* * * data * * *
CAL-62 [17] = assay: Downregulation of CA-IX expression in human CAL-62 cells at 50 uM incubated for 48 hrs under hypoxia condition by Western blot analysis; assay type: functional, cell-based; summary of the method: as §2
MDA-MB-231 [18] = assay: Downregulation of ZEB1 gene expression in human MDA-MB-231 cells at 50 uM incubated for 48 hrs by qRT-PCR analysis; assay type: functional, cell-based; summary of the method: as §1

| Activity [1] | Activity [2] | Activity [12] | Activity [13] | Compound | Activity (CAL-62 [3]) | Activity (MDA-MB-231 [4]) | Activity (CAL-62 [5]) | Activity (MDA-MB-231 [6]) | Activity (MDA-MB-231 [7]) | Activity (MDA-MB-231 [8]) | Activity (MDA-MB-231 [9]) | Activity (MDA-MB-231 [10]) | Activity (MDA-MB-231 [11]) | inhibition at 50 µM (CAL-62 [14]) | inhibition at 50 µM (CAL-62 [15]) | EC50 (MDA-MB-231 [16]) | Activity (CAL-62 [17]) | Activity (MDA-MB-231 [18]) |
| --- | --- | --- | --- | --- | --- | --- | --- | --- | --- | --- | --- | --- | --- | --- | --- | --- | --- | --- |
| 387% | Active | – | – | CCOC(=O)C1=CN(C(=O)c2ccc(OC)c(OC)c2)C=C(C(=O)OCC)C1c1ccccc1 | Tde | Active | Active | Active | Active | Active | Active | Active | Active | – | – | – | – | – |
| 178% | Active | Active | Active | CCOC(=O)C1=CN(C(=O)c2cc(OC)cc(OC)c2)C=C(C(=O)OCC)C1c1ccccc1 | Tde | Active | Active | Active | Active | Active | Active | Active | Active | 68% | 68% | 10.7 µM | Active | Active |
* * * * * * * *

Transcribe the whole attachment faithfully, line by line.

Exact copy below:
CAL-62 [17] = assay: Downregulation of CA-IX expression in human CAL-62 cells at 50 uM incubated for 48 hrs under hypoxia condition by Western blot analysis; assay type: functional, cell-based; summary of the method: as §2
MDA-MB-231 [18] = assay: Downregulation of ZEB1 gene expression in human MDA-MB-231 cells at 50 uM incubated for 48 hrs by qRT-PCR analysis; assay type: functional, cell-based; summary of the method: as §1

| Activity [1] | Activity [2] | Activity [12] | Activity [13] | Compound | Activity (CAL-62 [3]) | Activity (MDA-MB-231 [4]) | Activity (CAL-62 [5]) | Activity (MDA-MB-231 [6]) | Activity (MDA-MB-231 [7]) | Activity (MDA-MB-231 [8]) | Activity (MDA-MB-231 [9]) | Activity (MDA-MB-231 [10]) | Activity (MDA-MB-231 [11]) | inhibition at 50 µM (CAL-62 [14]) | inhibition at 50 µM (CAL-62 [15]) | EC50 (MDA-MB-231 [16]) | Activity (CAL-62 [17]) | Activity (MDA-MB-231 [18]) |
| --- | --- | --- | --- | --- | --- | --- | --- | --- | --- | --- | --- | --- | --- | --- | --- | --- | --- | --- |
| 387% | Active | – | – | CCOC(=O)C1=CN(C(=O)c2ccc(OC)c(OC)c2)C=C(C(=O)OCC)C1c1ccccc1 | Tde | Active | Active | Active | Active | Active | Active | Active | Active | – | – | – | – | – |
| 178% | Active | Active | Active | CCOC(=O)C1=CN(C(=O)c2cc(OC)cc(OC)c2)C=C(C(=O)OCC)C1c1ccccc1 | Tde | Active | Active | Active | Active | Active | Active | Active | Active | 68% | 68% | 10.7 µM | Active | Active |